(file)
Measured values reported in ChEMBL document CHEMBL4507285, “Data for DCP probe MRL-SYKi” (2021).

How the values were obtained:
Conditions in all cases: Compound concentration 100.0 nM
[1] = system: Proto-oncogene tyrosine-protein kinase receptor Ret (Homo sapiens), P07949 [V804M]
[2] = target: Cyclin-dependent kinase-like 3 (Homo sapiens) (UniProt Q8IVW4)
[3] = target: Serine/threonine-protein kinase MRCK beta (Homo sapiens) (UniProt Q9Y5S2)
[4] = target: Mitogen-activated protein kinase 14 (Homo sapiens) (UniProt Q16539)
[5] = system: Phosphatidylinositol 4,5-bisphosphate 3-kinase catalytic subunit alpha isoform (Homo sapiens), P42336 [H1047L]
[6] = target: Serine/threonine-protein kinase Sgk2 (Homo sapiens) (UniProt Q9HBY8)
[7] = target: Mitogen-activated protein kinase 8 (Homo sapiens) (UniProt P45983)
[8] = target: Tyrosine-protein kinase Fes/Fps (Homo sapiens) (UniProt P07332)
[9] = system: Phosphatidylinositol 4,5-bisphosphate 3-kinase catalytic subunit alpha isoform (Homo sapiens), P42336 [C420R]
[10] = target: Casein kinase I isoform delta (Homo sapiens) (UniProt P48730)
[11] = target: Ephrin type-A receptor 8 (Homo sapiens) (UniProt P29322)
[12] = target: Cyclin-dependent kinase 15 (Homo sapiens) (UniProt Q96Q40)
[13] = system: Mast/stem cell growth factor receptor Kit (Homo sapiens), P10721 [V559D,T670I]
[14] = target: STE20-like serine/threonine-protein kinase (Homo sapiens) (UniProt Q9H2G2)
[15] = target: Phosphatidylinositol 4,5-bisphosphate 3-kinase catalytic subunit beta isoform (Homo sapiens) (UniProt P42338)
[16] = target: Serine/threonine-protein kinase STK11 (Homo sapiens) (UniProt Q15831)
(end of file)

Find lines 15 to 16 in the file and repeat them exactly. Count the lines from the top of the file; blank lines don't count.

[12] = target: Cyclin-dependent kinase 15 (Homo sapiens) (UniProt Q96Q40)
[13] = system: Mast/stem cell growth factor receptor Kit (Homo sapiens), P10721 [V559D,T670I]